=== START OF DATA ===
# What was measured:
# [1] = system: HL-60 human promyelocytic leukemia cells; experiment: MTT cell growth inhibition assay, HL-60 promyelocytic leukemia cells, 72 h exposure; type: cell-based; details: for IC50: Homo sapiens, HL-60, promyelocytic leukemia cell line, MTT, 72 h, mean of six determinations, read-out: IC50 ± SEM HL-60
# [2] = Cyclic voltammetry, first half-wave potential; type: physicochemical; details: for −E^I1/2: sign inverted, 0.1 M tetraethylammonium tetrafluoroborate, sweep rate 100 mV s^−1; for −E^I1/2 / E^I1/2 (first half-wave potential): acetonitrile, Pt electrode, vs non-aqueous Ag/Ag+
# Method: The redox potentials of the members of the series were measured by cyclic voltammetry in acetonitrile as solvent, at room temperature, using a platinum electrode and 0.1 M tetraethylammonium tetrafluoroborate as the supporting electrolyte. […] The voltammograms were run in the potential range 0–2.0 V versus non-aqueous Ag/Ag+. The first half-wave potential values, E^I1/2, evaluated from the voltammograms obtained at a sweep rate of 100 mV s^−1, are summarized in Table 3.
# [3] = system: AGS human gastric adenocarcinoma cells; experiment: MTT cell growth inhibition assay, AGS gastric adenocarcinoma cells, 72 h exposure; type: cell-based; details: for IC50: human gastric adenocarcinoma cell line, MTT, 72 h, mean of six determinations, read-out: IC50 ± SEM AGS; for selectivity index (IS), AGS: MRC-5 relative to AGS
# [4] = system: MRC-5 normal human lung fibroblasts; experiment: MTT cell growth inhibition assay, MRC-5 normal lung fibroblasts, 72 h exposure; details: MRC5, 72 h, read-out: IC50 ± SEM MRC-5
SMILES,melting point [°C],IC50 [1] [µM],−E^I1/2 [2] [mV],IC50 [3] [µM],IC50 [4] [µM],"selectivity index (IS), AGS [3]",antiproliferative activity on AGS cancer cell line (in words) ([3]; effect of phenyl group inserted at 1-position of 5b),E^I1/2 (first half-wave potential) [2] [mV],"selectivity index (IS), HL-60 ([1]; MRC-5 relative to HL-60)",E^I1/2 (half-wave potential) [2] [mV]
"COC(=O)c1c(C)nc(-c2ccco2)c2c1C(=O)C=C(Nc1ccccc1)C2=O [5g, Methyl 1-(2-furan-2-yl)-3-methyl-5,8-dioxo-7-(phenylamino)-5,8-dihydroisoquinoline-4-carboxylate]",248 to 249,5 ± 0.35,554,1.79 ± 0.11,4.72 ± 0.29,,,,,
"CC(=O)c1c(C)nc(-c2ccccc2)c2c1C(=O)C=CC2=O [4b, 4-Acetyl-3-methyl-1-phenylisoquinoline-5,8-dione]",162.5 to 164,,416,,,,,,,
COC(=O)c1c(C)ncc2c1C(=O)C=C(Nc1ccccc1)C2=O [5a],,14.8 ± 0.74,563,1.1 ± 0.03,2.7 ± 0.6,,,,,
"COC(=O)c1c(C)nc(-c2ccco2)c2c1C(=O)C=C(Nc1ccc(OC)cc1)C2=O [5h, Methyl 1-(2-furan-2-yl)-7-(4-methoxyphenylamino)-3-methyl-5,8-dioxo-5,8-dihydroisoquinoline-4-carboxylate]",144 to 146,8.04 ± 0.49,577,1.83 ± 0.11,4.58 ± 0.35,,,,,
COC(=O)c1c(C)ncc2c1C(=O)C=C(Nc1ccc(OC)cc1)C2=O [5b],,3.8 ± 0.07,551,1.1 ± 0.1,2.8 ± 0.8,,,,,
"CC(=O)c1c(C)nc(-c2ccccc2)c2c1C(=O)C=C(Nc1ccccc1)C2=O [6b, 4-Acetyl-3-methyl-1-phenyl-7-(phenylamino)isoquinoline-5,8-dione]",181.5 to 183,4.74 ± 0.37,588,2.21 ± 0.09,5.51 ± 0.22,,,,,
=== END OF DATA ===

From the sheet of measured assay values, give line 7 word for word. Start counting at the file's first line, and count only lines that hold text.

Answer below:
SMILES,melting point [°C],IC50 [1] [µM],−E^I1/2 [2] [mV],IC50 [3] [µM],IC50 [4] [µM],"selectivity index (IS), AGS [3]",antiproliferative activity on AGS cancer cell line (in words) ([3]; effect of phenyl group inserted at 1-position of 5b),E^I1/2 (first half-wave potential) [2] [mV],"selectivity index (IS), HL-60 ([1]; MRC-5 relative to HL-60)",E^I1/2 (half-wave potential) [2] [mV]